Dear Reader, this year’s UN Climate Change conference is about to kick off in Bonn, Germany. In its wake, natural and political hurricanes have shaken the planet and will affect the climate at COP23. There promises to be a packed agenda with negotiations ongoing on the implementation of the Paris Agreement’s objectives. COP23 will be crucial to pave the way for the facilitative dialogue due in 2018 to ensure that a further improvement of the Nationally Determined Contributions (NDC) will be improved and overall ambition increased...
Climate-driven disasters are becoming business as usual. But how did climate change affect a particular extreme weather event such as hurricane Maria? This article looks at how attribution science helps policy making get off on the right foot and argues that in light of pressing climate risks, we must move from emergency relief to resilient programming.
Climate change is no longer a niche issue, but is now part of broader political and economic agendas. In the U.S., for example, those supporting climate action face a broad alliance of opposition extending beyond climate change across many issues, as well as dysfunctions in the U.S. policy making process. For these reasons, Paul Joffe argues that climate diplomacy requires a strategy that goes beyond climate change to address the full range of these drivers.
As the hurricane season is slowly behind us, it is time to address its after-effetcs and develop prevention strategies for dealing with future impacts. But which measures can governments take to address hurricane displacement?
As we push for the huge transitions that climate change requires, we must ensure that arguments of solidarity and cooperation prevail over those of self-interest and competition.
Climate change is having serious impacts on millions of people across the world and affects the full spectrum of human rights. Climate migrants are particularly hard-hit when people lose their livelihoods, homelands and legal entitlements. However, the global climate change and human rights regimes are not easily reconciled. We spoke with Dr. Anja Mihr, human rights researcher and Director of the Center on Governance through Human Rights, about human-rights-based approaches to climate challenges and the role of foreign policy.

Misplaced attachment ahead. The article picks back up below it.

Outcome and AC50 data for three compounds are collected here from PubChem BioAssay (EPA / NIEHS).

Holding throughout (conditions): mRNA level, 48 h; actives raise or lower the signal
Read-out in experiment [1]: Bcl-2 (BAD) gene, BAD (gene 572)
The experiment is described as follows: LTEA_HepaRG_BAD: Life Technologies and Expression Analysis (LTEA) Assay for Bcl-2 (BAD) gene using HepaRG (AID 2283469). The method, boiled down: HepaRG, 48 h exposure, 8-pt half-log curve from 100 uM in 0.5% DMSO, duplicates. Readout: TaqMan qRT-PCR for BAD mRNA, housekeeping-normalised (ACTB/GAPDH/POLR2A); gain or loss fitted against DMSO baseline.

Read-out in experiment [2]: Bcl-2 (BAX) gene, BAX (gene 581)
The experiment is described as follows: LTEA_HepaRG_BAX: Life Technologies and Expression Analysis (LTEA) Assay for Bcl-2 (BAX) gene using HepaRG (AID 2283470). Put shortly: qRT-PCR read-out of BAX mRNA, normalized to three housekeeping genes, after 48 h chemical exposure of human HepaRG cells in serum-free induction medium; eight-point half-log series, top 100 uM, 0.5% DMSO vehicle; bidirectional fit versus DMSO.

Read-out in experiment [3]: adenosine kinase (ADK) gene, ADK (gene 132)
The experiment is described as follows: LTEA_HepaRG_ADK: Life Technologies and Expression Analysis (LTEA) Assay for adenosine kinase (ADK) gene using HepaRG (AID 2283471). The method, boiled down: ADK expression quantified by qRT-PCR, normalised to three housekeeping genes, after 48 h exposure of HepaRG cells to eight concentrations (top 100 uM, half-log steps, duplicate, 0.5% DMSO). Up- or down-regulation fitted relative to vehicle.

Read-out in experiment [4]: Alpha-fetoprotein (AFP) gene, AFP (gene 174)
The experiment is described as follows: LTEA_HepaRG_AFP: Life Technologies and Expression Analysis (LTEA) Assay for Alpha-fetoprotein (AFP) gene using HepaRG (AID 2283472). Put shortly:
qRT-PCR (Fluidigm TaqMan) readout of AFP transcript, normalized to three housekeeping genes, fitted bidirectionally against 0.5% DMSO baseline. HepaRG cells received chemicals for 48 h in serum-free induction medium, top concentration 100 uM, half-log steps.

A selection of articles and publications on urban development, urban violence, the fragility of cities, urbanization trends and the climate challenges faced by cities.
Former UN climate Chief Christiana Figueres, one of the architects of the Paris Agreement, has called on the European Union to step up regulatory action against deforestation in the global south by tackling emissions of imported agricultural goods like beef, soy and palm oil.
As climate change drives more people from rural to urban settings, how will already fragile cities cope? What must be done to ensure that all cities are safe, sustainable places to live?
French president Emmanuel Macron is set to call for a global pact affirming universal principles for environmental protection at the UN general assembly next week.
As global temperatures rise, warmer air and oceans are expected to fuel stronger hurricanes, with dangerous consequences.
Climate change and environmental degradation are altering the regional and seasonal availability and quality of water. The resulting competition over water use may lead to conflict and sometimes violence. In our Editor’s Pick, we present 10 case studies from our interactive ECC Factbook that analyse the linkages between water and conflict.
There is an emerging consensus CO2 needs to be sucked out of the air to meet climate goals, but no discussion of which countries are responsible for acting. Countries need to start negotiating who will take responsibility for removing carbon dioxide from the atmosphere, two scientists argued in Nature Climate Change on Monday.
Donald Trump’s announcement that he intends to withdraw the US from the Paris climate agreement has sparked renewed interest in the question of what the agreement actually requires countries to do.
The UN’s top climate change official Patricia Espinosa briefed today embassies in Berlin regarding the UN climate conference in Bonn in November (COP23, 6 – 17 November). She shared shared how diplomats can contribute to making the Paris Agreement operational and highlighted where they can support ministers and leaders back home.